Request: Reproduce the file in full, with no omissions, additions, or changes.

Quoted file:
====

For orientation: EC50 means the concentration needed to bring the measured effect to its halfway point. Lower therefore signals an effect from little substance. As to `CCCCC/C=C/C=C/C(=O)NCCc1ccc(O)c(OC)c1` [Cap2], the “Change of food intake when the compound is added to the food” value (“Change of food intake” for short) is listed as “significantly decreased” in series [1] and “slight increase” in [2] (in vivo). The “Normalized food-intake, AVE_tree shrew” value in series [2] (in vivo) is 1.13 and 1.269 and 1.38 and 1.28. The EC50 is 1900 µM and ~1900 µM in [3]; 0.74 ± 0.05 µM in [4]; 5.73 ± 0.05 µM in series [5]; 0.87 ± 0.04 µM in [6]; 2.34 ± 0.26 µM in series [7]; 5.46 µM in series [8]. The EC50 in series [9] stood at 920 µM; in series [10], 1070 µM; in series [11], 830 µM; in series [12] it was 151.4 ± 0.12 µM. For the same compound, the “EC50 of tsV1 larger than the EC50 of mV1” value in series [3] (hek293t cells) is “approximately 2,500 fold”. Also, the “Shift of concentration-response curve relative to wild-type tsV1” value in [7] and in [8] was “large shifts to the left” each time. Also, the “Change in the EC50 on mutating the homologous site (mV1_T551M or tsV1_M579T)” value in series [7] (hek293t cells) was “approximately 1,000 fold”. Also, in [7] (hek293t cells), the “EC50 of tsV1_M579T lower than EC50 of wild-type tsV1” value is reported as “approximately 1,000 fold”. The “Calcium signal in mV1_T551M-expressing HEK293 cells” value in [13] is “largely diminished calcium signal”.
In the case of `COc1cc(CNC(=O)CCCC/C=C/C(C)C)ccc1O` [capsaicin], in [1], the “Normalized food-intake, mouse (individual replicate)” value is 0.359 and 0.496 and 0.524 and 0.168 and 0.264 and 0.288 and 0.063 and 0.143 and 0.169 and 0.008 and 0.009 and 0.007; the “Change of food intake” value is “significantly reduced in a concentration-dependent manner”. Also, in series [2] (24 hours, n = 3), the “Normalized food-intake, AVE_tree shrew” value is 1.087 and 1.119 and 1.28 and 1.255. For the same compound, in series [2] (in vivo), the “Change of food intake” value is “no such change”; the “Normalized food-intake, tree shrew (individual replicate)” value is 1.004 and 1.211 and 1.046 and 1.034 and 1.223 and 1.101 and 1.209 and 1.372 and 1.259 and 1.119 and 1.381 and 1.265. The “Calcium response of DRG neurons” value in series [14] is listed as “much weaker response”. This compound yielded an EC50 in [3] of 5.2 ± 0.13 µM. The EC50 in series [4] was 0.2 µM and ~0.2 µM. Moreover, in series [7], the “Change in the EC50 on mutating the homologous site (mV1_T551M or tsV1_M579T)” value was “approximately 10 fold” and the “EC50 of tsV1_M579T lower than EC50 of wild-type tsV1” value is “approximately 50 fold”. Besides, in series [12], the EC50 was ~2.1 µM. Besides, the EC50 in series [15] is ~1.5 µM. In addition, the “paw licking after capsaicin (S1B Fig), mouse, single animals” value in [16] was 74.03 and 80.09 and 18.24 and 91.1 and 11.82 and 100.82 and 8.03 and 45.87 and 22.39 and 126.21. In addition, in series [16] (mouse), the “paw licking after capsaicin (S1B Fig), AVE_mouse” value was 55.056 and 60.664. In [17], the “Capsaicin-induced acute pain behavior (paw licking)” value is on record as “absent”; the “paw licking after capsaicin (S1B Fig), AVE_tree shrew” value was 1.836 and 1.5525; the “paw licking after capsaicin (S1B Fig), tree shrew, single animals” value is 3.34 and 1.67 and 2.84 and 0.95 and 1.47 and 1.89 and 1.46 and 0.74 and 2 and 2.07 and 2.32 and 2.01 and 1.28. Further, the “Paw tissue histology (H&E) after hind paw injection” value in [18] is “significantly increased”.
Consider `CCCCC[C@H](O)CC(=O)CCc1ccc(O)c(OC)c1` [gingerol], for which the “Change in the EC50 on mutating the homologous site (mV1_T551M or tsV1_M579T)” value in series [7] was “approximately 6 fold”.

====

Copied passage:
For orientation: EC50 means the concentration needed to bring the measured effect to its halfway point. Lower therefore signals an effect from little substance. As to `CCCCC/C=C/C=C/C(=O)NCCc1ccc(O)c(OC)c1` [Cap2], the “Change of food intake when the compound is added to the food” value (“Change of food intake” for short) is listed as “significantly decreased” in series [1] and “slight increase” in [2] (in vivo). The “Normalized food-intake, AVE_tree shrew” value in series [2] (in vivo) is 1.13 and 1.269 and 1.38 and 1.28. The EC50 is 1900 µM and ~1900 µM in [3]; 0.74 ± 0.05 µM in [4]; 5.73 ± 0.05 µM in series [5]; 0.87 ± 0.04 µM in [6]; 2.34 ± 0.26 µM in series [7]; 5.46 µM in series [8]. The EC50 in series [9] stood at 920 µM; in series [10], 1070 µM; in series [11], 830 µM; in series [12] it was 151.4 ± 0.12 µM. For the same compound, the “EC50 of tsV1 larger than the EC50 of mV1” value in series [3] (hek293t cells) is “approximately 2,500 fold”. Also, the “Shift of concentration-response curve relative to wild-type tsV1” value in [7] and in [8] was “large shifts to the left” each time. Also, the “Change in the EC50 on mutating the homologous site (mV1_T551M or tsV1_M579T)” value in series [7] (hek293t cells) was “approximately 1,000 fold”. Also, in [7] (hek293t cells), the “EC50 of tsV1_M579T lower than EC50 of wild-type tsV1” value is reported as “approximately 1,000 fold”. The “Calcium signal in mV1_T551M-expressing HEK293 cells” value in [13] is “largely diminished calcium signal”.
In the case of `COc1cc(CNC(=O)CCCC/C=C/C(C)C)ccc1O` [capsaicin], in [1], the “Normalized food-intake, mouse (individual replicate)” value is 0.359 and 0.496 and 0.524 and 0.168 and 0.264 and 0.288 and 0.063 and 0.143 and 0.169 and 0.008 and 0.009 and 0.007; the “Change of food intake” value is “significantly reduced in a concentration-dependent manner”. Also, in series [2] (24 hours, n = 3), the “Normalized food-intake, AVE_tree shrew” value is 1.087 and 1.119 and 1.28 and 1.255. For the same compound, in series [2] (in vivo), the “Change of food intake” value is “no such change”; the “Normalized food-intake, tree shrew (individual replicate)” value is 1.004 and 1.211 and 1.046 and 1.034 and 1.223 and 1.101 and 1.209 and 1.372 and 1.259 and 1.119 and 1.381 and 1.265. The “Calcium response of DRG neurons” value in series [14] is listed as “much weaker response”. This compound yielded an EC50 in [3] of 5.2 ± 0.13 µM. The EC50 in series [4] was 0.2 µM and ~0.2 µM. Moreover, in series [7], the “Change in the EC50 on mutating the homologous site (mV1_T551M or tsV1_M579T)” value was “approximately 10 fold” and the “EC50 of tsV1_M579T lower than EC50 of wild-type tsV1” value is “approximately 50 fold”. Besides, in series [12], the EC50 was ~2.1 µM. Besides, the EC50 in series [15] is ~1.5 µM. In addition, the “paw licking after capsaicin (S1B Fig), mouse, single animals” value in [16] was 74.03 and 80.09 and 18.24 and 91.1 and 11.82 and 100.82 and 8.03 and 45.87 and 22.39 and 126.21. In addition, in series [16] (mouse), the “paw licking after capsaicin (S1B Fig), AVE_mouse” value was 55.056 and 60.664. In [17], the “Capsaicin-induced acute pain behavior (paw licking)” value is on record as “absent”; the “paw licking after capsaicin (S1B Fig), AVE_tree shrew” value was 1.836 and 1.5525; the “paw licking after capsaicin (S1B Fig), tree shrew, single animals” value is 3.34 and 1.67 and 2.84 and 0.95 and 1.47 and 1.89 and 1.46 and 0.74 and 2 and 2.07 and 2.32 and 2.01 and 1.28. Further, the “Paw tissue histology (H&E) after hind paw injection” value in [18] is “significantly increased”.
Consider `CCCCC[C@H](O)CC(=O)CCc1ccc(O)c(OC)c1` [gingerol], for which the “Change in the EC50 on mutating the homologous site (mV1_T551M or tsV1_M579T)” value in series [7] was “approximately 6 fold”.